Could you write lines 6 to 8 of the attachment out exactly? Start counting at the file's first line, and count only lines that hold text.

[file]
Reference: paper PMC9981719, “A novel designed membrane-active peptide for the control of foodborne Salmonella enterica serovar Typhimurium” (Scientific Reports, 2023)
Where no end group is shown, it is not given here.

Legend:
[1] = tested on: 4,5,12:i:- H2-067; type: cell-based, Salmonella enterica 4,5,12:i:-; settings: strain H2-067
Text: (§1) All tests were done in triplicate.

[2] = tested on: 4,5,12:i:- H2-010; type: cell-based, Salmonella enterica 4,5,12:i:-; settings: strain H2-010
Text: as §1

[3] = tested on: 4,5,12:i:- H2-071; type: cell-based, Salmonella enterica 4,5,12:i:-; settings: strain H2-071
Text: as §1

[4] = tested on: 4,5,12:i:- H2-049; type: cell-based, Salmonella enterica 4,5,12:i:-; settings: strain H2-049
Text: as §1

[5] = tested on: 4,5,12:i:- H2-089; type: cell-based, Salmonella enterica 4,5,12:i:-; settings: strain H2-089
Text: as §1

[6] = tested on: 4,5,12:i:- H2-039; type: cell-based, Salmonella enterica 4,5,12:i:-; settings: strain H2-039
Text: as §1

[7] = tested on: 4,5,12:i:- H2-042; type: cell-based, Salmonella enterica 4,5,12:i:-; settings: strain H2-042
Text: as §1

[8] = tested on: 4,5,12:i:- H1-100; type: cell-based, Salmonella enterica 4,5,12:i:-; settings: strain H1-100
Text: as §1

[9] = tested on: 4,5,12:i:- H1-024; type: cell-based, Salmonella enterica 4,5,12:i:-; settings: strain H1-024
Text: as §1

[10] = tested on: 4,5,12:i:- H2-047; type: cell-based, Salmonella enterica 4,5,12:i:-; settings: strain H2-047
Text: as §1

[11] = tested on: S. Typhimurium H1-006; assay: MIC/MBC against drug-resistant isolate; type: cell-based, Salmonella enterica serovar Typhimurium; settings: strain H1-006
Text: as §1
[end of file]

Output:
[2] = tested on: 4,5,12:i:- H2-010; type: cell-based, Salmonella enterica 4,5,12:i:-; settings: strain H2-010
Text: as §1

[3] = tested on: 4,5,12:i:- H2-071; type: cell-based, Salmonella enterica 4,5,12:i:-; settings: strain H2-071